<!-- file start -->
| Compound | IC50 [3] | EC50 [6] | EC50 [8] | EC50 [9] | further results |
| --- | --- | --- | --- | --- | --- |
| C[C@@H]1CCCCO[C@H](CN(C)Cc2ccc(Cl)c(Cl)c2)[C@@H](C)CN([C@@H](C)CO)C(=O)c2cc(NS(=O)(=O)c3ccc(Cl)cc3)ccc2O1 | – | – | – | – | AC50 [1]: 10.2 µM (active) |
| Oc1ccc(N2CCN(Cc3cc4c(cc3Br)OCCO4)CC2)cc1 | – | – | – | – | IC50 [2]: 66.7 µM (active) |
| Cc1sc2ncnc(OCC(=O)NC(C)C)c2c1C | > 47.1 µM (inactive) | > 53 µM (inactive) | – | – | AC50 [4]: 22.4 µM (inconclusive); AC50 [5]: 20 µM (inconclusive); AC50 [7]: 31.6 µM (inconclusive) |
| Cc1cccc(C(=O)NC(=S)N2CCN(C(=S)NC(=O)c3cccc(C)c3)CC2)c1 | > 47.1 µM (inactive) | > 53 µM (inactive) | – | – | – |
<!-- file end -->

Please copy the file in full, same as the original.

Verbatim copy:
| Compound | IC50 [3] | EC50 [6] | EC50 [8] | EC50 [9] | further results |
| --- | --- | --- | --- | --- | --- |
| C[C@@H]1CCCCO[C@H](CN(C)Cc2ccc(Cl)c(Cl)c2)[C@@H](C)CN([C@@H](C)CO)C(=O)c2cc(NS(=O)(=O)c3ccc(Cl)cc3)ccc2O1 | – | – | – | – | AC50 [1]: 10.2 µM (active) |
| Oc1ccc(N2CCN(Cc3cc4c(cc3Br)OCCO4)CC2)cc1 | – | – | – | – | IC50 [2]: 66.7 µM (active) |
| Cc1sc2ncnc(OCC(=O)NC(C)C)c2c1C | > 47.1 µM (inactive) | > 53 µM (inactive) | – | – | AC50 [4]: 22.4 µM (inconclusive); AC50 [5]: 20 µM (inconclusive); AC50 [7]: 31.6 µM (inconclusive) |
| Cc1cccc(C(=O)NC(=S)N2CCN(C(=S)NC(=O)c3cccc(C)c3)CC2)c1 | > 47.1 µM (inactive) | > 53 µM (inactive) | – | – | – |